Left to Right:Suzanne Plesha, Director of Faculty Support and Assessment for Entrepreneurial Learning, Kelli Huth, Director of Immersive Learning for Entrepreneurial Learning, Sue McDowell, Professor of Biology, and Adam Kuban, Assistant Professor of Journalism, discuss the advantages of involving students in research projects at the SPA Colloquia session Wednesday. 

Kelli Huth, Director of Immersive Learning for Entrepreneurial Learning, often works with faculty members who have ideas about how they want to integrate immersive learning into their courses, but may not necessarily have community contacts or they need help developing project ideas.

"We do one-on-one support with faculty members who have questions or ideas and then throughout the semester we help to support those projects that are in place," she said. "We also help to navigate things like travel, purchasing, and other logistics that come with budget management, although not every immersive learning project is tied to a budget. 

According to Huth, a majority of Ball State students don't actively participate in activities off-campus. 

"Not enough students are getting off campus to explore our community," she said. "We are taking a creative approach to learning with the help of our community partners."


Left to Right:Suzanne Plesha, Director of Faculty Support and Assessment for Entrepreneurial Learning, and Kelli Huth, Director of Immersive Learning for Entrepreneurial Learning, discuss how Ball State helps faculty members plan for immersive and entrepreneurial learning projects. 

Adam Kuban, assistant professor of journalism at Ball State, has completed eight immersive learning projects with his students since being hired in 2011. 

"One thing that I have noticed when I talk to other faculty members about integrating projects into their research and scholarly identity is that there is a lot of discussion and a lot of contemplation of the teaching aspect of it," Kuban said. "Where does all of this time, effort, and energy go in the end?" 

Sue McDowell, professor of biology, said she believes her research lab has helped students find jobs more easily after graduation.

"There is a difference between the students I have in the classroom versus the ones who are in the lab," she said. "The ones in the lab contribute tremendously to the new areas we are working on with infectious disease, but working together towards one goal has been one of the fundamental strengths that has enabled us to become successful in my lab." 

McDowell said she would not have made it through promotion and tenure at Ball State if she didn't have her research lab students.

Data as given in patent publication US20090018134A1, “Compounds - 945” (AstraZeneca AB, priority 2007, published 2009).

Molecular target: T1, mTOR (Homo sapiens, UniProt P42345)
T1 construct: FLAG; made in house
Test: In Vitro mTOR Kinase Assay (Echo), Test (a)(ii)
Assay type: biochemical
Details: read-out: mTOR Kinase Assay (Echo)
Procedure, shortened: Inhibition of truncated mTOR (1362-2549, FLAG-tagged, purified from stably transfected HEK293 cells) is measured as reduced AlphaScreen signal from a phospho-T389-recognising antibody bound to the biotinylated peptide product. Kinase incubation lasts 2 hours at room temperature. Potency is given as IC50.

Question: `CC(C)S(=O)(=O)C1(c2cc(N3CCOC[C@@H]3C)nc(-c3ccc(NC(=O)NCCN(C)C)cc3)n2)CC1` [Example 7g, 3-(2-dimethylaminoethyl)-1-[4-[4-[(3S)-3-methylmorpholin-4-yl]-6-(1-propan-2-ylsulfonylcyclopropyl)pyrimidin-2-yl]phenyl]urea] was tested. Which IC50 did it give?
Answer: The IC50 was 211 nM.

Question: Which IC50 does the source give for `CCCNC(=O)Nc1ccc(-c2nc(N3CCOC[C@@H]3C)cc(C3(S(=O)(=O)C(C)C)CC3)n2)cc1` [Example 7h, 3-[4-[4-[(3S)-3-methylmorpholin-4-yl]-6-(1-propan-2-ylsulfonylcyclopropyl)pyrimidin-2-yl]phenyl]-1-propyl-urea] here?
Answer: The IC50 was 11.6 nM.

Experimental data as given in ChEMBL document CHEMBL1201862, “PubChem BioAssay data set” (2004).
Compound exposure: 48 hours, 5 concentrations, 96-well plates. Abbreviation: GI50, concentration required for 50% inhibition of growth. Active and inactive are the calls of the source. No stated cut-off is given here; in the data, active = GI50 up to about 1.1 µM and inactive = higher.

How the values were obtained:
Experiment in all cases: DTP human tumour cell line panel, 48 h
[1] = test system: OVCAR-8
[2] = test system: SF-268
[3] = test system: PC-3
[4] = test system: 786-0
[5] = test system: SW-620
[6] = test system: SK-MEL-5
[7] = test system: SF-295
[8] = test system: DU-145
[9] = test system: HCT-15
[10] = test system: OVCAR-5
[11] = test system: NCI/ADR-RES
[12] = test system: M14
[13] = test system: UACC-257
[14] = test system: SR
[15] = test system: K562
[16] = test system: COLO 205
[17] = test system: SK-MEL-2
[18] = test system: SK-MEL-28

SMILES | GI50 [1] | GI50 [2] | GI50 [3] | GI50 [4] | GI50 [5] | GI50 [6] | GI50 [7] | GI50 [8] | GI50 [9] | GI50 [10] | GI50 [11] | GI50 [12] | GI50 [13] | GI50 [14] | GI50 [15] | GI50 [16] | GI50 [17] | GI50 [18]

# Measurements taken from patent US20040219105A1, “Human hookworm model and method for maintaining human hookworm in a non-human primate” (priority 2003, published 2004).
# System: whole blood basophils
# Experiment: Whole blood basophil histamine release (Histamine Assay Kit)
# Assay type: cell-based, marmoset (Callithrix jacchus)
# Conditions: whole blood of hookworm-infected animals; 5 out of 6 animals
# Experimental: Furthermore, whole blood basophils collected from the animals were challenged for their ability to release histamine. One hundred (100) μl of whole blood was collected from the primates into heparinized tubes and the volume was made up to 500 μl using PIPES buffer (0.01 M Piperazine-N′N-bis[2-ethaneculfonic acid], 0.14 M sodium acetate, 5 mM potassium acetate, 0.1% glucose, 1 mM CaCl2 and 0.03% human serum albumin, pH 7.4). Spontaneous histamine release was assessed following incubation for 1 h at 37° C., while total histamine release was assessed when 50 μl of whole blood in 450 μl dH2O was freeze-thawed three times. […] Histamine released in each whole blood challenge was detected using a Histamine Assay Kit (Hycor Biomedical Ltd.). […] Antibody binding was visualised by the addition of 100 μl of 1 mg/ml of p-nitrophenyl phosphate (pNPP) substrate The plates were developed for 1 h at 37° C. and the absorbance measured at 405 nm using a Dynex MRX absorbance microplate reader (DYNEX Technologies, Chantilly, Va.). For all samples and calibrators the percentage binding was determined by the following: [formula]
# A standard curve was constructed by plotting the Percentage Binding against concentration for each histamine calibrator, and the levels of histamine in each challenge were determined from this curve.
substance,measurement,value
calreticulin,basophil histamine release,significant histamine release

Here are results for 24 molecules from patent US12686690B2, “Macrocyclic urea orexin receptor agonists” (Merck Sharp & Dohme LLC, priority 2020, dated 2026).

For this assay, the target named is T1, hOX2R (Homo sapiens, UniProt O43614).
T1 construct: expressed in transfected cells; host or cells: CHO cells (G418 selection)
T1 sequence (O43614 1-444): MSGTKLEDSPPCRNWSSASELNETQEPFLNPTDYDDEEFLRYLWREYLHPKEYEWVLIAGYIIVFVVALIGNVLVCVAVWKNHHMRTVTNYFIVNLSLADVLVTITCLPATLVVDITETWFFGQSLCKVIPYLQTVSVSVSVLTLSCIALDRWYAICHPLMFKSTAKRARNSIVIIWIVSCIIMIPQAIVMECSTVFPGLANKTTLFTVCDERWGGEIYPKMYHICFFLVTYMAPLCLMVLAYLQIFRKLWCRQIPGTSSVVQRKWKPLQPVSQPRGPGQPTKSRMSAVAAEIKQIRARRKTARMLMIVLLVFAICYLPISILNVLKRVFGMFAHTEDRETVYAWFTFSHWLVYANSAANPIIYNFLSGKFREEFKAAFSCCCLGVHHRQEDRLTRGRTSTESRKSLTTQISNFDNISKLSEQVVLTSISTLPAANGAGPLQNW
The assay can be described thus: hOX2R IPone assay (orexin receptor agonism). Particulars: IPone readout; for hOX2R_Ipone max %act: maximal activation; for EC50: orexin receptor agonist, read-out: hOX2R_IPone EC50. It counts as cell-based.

"They have benefited my career greatly and I try to make sure the work we are doing is benefiting them as well," she said. "About 18 of them have been co-authors on peer-reviewed publications from the lab." 

The next SPA Colloquia session, Managing Large Research Projects, will be held on February 10 at 3 p.m. in Bracken Library Room 104. Please join Scott Trappe, Director of Ball State’s Human Performance Laboratory, as he discusses effective ways to approach the management of larger research projects.


January 23, 2017

Student Symposium - Have you registered yet? 
Registration is now open for the 2017 Student Symposium. This event will take place on Tuesday, March 21, 2017, in the Student Center.

The Student Symposium is a free, on-campus academic conference exclusively for Ball State students. All students and majors are eligible to participate and may choose to present a poster of their work or take part in a moderated paper presentation. Participants may enter research projects or creative/design endeavors.

Due to the increased popularity of this event, the first 130 completed registrations for poster presentations and first 50 completed registrations for paper presentations will be accepted.

Registration is open January 9-30, 2017. Visit www.bsu.edu/studentsymposium for guidelines and registration form.

January 19, 2017

SPA Colloquia: Faculty/Student Collaborations: Involving Students in your Research, Service, and Engagement

Ball State has a long history of faculty members collaborating with students on their projects. Ball State’s Office of Entrepreneurial Learning (OEL) helps facilitate these opportunities, and there are many examples to be found of BSU faculty members who have met with much success in involving students in their work.